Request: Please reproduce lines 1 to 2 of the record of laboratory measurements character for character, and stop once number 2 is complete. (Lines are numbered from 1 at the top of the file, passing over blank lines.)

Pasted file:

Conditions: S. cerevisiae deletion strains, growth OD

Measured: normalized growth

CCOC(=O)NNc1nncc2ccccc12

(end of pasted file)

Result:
Conditions: S. cerevisiae deletion strains, growth OD

Measured: normalized growth